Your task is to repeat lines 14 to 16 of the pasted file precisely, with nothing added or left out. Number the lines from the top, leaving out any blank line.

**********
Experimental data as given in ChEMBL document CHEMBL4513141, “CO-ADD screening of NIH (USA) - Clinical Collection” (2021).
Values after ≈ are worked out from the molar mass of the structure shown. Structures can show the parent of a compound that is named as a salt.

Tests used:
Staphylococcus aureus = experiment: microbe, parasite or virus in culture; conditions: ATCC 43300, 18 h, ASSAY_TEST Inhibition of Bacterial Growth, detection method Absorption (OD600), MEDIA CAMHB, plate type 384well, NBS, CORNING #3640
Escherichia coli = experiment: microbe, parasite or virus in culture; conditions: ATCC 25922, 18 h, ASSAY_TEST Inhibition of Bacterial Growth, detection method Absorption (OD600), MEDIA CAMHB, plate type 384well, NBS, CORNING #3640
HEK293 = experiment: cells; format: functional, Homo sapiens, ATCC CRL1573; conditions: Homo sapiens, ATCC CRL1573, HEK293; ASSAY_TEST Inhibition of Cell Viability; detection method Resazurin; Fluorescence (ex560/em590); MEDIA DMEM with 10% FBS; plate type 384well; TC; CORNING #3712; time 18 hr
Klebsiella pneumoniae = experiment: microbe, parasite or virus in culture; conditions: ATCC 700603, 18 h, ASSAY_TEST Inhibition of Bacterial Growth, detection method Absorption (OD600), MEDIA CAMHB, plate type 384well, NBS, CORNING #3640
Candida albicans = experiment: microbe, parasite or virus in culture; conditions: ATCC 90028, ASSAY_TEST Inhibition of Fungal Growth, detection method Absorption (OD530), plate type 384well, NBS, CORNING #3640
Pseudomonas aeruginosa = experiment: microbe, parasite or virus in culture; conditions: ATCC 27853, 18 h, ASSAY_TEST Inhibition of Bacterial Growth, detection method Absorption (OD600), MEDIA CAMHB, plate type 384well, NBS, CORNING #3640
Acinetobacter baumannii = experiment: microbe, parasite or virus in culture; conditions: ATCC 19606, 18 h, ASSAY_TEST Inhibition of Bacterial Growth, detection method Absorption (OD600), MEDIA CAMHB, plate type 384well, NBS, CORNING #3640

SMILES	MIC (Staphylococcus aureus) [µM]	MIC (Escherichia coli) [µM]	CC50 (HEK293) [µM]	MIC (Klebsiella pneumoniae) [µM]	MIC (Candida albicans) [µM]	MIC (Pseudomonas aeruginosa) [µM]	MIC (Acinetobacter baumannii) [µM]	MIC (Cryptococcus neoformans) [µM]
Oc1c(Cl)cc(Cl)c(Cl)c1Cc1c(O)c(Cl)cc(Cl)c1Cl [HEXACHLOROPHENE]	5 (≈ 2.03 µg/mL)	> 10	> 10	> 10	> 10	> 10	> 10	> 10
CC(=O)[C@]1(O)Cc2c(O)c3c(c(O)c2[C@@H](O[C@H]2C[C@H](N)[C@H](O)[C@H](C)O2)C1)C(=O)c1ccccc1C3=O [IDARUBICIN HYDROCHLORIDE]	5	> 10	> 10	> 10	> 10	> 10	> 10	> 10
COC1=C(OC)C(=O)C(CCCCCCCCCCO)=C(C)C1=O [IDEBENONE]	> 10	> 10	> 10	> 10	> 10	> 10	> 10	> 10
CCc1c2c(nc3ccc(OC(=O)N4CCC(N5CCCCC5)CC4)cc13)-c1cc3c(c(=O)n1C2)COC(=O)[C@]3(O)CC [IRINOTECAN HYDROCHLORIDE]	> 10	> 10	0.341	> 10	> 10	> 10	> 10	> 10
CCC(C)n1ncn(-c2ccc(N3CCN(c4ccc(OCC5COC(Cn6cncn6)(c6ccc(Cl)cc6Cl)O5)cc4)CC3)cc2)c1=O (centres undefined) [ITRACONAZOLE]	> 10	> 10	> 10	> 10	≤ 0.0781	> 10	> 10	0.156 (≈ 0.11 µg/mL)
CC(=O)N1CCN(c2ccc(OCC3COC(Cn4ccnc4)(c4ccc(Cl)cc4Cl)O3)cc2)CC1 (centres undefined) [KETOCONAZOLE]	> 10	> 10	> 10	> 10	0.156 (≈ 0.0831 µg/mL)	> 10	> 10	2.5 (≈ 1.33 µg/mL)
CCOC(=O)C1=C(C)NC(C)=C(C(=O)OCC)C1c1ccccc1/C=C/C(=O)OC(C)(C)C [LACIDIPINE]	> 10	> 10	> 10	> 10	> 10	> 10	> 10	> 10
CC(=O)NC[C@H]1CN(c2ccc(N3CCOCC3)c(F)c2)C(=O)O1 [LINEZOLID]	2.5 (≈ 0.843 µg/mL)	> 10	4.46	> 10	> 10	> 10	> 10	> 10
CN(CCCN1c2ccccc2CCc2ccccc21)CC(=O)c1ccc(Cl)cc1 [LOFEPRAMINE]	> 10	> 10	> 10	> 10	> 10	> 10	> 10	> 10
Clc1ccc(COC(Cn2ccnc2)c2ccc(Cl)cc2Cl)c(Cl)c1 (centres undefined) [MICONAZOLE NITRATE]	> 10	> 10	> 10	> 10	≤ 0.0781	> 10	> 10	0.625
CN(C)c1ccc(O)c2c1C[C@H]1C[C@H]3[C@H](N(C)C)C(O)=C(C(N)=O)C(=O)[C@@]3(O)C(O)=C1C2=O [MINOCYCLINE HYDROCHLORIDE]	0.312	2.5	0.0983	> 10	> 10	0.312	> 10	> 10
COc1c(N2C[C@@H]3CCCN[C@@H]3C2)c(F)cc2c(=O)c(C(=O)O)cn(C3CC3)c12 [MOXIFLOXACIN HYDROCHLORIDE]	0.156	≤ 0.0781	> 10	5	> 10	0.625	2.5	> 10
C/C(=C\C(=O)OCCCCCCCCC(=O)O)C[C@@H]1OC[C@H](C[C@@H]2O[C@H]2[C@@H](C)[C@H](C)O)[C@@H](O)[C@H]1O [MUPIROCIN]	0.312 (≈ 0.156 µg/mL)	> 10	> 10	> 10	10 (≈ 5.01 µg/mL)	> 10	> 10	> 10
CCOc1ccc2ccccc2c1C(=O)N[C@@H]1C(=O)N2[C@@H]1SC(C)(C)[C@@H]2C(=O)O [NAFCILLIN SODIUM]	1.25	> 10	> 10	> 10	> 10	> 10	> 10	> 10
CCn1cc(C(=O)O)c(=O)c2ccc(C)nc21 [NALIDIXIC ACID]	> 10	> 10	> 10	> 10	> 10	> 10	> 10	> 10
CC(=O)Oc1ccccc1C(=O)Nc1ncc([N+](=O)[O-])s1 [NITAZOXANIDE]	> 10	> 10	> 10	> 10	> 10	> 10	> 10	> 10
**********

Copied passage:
COC1=C(OC)C(=O)C(CCCCCCCCCCO)=C(C)C1=O [IDEBENONE]	> 10	> 10	> 10	> 10	> 10	> 10	> 10	> 10
CCc1c2c(nc3ccc(OC(=O)N4CCC(N5CCCCC5)CC4)cc13)-c1cc3c(c(=O)n1C2)COC(=O)[C@]3(O)CC [IRINOTECAN HYDROCHLORIDE]	> 10	> 10	0.341	> 10	> 10	> 10	> 10	> 10
CCC(C)n1ncn(-c2ccc(N3CCN(c4ccc(OCC5COC(Cn6cncn6)(c6ccc(Cl)cc6Cl)O5)cc4)CC3)cc2)c1=O (centres undefined) [ITRACONAZOLE]	> 10	> 10	> 10	> 10	≤ 0.0781	> 10	> 10	0.156 (≈ 0.11 µg/mL)